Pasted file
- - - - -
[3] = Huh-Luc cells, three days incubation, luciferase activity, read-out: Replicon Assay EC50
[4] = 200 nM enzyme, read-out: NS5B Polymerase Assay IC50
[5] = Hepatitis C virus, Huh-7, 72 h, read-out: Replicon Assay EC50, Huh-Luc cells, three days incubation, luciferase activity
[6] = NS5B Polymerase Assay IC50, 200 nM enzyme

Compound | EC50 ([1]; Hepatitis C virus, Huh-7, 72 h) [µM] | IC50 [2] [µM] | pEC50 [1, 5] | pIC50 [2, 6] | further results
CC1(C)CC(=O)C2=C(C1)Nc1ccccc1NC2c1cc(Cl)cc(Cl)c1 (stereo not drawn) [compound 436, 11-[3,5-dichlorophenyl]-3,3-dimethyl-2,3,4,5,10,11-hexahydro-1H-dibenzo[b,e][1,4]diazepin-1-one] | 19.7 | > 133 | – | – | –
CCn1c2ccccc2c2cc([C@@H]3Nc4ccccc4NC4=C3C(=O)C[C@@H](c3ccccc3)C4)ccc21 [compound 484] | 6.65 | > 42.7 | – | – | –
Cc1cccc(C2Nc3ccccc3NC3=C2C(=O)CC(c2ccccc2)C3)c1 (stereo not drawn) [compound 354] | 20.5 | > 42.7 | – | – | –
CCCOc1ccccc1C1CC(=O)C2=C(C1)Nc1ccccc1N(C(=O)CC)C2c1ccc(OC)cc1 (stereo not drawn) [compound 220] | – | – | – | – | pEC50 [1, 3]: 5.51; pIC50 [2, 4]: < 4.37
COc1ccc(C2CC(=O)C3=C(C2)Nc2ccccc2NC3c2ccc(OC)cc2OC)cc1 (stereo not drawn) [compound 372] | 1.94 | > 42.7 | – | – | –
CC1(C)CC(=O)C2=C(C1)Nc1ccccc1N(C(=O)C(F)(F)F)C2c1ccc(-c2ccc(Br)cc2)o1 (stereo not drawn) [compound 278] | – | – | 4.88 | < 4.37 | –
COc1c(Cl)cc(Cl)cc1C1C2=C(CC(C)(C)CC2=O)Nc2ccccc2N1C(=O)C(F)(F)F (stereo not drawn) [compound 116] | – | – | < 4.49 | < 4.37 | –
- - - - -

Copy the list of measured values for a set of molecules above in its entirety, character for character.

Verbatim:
[3] = Huh-Luc cells, three days incubation, luciferase activity, read-out: Replicon Assay EC50
[4] = 200 nM enzyme, read-out: NS5B Polymerase Assay IC50
[5] = Hepatitis C virus, Huh-7, 72 h, read-out: Replicon Assay EC50, Huh-Luc cells, three days incubation, luciferase activity
[6] = NS5B Polymerase Assay IC50, 200 nM enzyme

Compound | EC50 ([1]; Hepatitis C virus, Huh-7, 72 h) [µM] | IC50 [2] [µM] | pEC50 [1, 5] | pIC50 [2, 6] | further results
CC1(C)CC(=O)C2=C(C1)Nc1ccccc1NC2c1cc(Cl)cc(Cl)c1 (stereo not drawn) [compound 436, 11-[3,5-dichlorophenyl]-3,3-dimethyl-2,3,4,5,10,11-hexahydro-1H-dibenzo[b,e][1,4]diazepin-1-one] | 19.7 | > 133 | – | – | –
CCn1c2ccccc2c2cc([C@@H]3Nc4ccccc4NC4=C3C(=O)C[C@@H](c3ccccc3)C4)ccc21 [compound 484] | 6.65 | > 42.7 | – | – | –
Cc1cccc(C2Nc3ccccc3NC3=C2C(=O)CC(c2ccccc2)C3)c1 (stereo not drawn) [compound 354] | 20.5 | > 42.7 | – | – | –
CCCOc1ccccc1C1CC(=O)C2=C(C1)Nc1ccccc1N(C(=O)CC)C2c1ccc(OC)cc1 (stereo not drawn) [compound 220] | – | – | – | – | pEC50 [1, 3]: 5.51; pIC50 [2, 4]: < 4.37
COc1ccc(C2CC(=O)C3=C(C2)Nc2ccccc2NC3c2ccc(OC)cc2OC)cc1 (stereo not drawn) [compound 372] | 1.94 | > 42.7 | – | – | –
CC1(C)CC(=O)C2=C(C1)Nc1ccccc1N(C(=O)C(F)(F)F)C2c1ccc(-c2ccc(Br)cc2)o1 (stereo not drawn) [compound 278] | – | – | 4.88 | < 4.37 | –
COc1c(Cl)cc(Cl)cc1C1C2=C(CC(C)(C)CC2=O)Nc2ccccc2N1C(=O)C(F)(F)F (stereo not drawn) [compound 116] | – | – | < 4.49 | < 4.37 | –